On April 7, 2023, the Occupational Safety and Health Administration (OSHA) submitted its latest injury and illness recordkeeping proposal to the Office of Information and Regulatory Affairs (OIRA). The proposed changes to the injury and illness recordkeeping rules hark back to the agency’s more onerous 2016 regulation, which required employers with 250 or more employees in certain designated industries to electronically submit information from their OSHA Forms 300, 301, and 300A once a year. The proposal seeks to expand the number of employers that would be required to submit data by lowering the threshold number from 250 employees to 100 employees (albeit with a caveat). Further, the proposed rule expands the list of covered “high-hazard” industries.
The current requirement is that all establishments with 250 or more employees and those with 20 or more employees in certain high-hazard industries must electronically submit their OSHA Form 300A summary annually. This would be replaced with a lower threshold of establishments with 100 or more employees, but would be limited to an expanded list of “high-hazard industries,” as reflected in Appendix B. Those high-hazard industry employers would be required to annually submit, via OSHA’s electronic portal (the “Injury Tracking Application”), the data from their OSHA Form 300, OSHA Form 301 Incident Reports, and OSHA Form 300A annual summaries.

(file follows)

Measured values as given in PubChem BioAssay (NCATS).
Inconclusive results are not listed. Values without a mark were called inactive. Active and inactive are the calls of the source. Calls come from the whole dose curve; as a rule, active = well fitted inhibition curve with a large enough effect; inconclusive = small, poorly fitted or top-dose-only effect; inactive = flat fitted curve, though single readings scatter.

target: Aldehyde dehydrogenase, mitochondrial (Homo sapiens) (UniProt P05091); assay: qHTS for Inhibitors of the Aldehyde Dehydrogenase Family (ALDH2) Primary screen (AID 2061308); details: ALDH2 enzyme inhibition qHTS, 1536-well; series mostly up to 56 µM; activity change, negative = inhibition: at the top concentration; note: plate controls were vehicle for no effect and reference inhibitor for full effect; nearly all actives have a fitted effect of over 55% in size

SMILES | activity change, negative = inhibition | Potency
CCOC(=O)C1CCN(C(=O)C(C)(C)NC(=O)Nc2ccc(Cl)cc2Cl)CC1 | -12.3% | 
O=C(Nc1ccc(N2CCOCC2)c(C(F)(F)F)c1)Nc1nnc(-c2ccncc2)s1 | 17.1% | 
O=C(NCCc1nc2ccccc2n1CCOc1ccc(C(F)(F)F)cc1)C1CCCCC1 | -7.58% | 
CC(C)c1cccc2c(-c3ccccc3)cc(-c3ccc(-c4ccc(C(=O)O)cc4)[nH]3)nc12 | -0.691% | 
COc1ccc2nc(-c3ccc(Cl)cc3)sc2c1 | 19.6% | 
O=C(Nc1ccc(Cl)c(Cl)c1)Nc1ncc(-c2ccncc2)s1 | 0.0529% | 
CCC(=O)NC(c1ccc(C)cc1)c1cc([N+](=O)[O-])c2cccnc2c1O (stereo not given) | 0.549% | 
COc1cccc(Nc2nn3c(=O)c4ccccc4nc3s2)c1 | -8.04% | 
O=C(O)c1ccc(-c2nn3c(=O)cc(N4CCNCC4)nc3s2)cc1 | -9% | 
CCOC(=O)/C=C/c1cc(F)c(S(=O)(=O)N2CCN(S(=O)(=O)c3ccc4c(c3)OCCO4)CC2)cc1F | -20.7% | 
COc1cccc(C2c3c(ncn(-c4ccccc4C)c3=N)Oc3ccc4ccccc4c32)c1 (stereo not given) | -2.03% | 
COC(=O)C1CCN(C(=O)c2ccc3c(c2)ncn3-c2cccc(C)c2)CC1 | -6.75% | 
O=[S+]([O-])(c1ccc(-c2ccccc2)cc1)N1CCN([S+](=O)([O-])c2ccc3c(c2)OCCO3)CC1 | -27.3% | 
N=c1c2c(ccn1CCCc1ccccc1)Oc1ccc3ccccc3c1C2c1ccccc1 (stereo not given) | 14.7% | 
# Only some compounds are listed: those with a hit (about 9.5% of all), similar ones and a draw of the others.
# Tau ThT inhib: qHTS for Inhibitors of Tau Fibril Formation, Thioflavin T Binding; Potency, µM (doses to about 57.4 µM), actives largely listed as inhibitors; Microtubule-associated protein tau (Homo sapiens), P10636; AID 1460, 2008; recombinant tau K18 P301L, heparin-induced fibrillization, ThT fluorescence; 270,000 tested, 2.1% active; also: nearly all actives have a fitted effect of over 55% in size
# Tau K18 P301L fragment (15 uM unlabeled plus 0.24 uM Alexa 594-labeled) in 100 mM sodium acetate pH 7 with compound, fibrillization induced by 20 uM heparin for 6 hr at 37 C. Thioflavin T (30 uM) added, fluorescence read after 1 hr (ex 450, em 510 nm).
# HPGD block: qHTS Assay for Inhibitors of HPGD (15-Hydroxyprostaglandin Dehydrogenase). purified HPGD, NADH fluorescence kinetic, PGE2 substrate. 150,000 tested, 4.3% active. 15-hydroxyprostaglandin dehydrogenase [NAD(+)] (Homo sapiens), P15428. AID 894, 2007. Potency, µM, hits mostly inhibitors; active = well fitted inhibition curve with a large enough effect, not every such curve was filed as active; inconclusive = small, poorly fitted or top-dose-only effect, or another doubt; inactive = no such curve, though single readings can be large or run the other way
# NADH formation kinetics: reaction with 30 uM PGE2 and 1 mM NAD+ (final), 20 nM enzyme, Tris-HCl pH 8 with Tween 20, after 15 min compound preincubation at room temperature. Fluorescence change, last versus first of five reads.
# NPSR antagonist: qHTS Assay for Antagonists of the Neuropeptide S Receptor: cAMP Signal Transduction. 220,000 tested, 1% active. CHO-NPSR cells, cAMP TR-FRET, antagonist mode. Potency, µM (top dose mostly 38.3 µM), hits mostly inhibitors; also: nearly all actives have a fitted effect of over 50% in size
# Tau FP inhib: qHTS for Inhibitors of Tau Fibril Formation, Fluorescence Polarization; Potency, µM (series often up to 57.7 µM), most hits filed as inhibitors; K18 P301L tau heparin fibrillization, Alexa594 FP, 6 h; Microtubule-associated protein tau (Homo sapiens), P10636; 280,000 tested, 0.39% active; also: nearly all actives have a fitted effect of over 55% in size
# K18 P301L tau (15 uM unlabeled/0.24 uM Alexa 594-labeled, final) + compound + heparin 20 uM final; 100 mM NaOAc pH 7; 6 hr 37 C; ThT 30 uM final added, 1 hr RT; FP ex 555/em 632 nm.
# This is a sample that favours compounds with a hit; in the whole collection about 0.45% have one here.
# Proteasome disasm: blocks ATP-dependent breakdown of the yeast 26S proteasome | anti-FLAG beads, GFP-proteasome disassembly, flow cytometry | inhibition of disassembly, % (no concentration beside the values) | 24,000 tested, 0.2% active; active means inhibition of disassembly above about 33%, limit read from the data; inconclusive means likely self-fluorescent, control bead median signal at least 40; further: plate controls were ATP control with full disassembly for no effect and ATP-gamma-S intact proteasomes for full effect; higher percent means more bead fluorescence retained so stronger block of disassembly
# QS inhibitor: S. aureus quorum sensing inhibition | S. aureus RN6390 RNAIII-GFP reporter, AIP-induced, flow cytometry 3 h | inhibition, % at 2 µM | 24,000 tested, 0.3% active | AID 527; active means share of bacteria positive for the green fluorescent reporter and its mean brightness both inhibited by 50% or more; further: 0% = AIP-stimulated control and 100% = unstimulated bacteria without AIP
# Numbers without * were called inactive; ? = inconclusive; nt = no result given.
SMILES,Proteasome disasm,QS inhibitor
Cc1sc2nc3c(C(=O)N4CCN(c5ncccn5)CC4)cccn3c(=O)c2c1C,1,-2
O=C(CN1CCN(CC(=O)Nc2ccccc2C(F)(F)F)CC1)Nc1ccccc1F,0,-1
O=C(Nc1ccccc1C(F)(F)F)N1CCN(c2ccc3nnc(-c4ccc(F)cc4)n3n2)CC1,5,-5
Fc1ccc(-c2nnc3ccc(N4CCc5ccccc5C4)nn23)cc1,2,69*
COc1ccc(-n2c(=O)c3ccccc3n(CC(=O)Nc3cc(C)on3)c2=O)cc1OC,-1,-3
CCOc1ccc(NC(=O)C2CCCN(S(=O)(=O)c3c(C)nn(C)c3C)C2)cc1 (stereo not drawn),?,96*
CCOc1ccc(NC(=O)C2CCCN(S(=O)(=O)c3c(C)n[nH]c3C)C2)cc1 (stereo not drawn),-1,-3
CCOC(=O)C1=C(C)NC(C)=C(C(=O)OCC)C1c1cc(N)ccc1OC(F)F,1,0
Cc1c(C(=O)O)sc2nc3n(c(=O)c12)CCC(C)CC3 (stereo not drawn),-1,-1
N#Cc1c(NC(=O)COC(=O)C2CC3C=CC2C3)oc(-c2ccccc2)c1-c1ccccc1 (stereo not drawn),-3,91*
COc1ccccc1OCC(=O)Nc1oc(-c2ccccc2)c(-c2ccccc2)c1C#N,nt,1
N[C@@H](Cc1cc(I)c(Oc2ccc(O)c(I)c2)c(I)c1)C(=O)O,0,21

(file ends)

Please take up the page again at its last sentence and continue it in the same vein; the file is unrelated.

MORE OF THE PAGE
And it doesn’t end there. OSHA further proposes in a separate, but greatly expanded, list of high-hazard industries—see Proposed Appendix A— that establishments with 20 or more employees will still be required to electronically submit information only from their OSHA Form 300A annual summaries.
And finally, all submitting establishments would be required to include their proper legal company names (rather than “dba” or other short-form descriptors). OSHA also notes that it “intends to post the data from the proposed annual electronic submission requirement on a public website.”
The timeline for OIRA’s review process is hard to predict. It can take as little as a week or two, or drag out for months. This is the last step, however, before finalization of the rule. It appears that OSHA will meet the June 2023 deadline to which it had committed in a lawsuit brought in the U.S. Court of Appeals for the District of Columbia Circuit by organizations representing labor challenging the Trump administration’s rollback of the 2016 regulation’s more onerous e-recordkeeping requirement. (See State of New Jersey v. Walsh.) OIRA often takes comments from stakeholders on proposed rules pursuant to Executive Order 12866.
Ogletree Deakins’ Workplace Safety and Health practice group will continue to monitor developments with respect to the injury and illness recordkeeping final rule and will post updates on the Workplace Safety and Health blog as additional information becomes available. Important information for employers is also available via the firm’s webinar and podcast programs.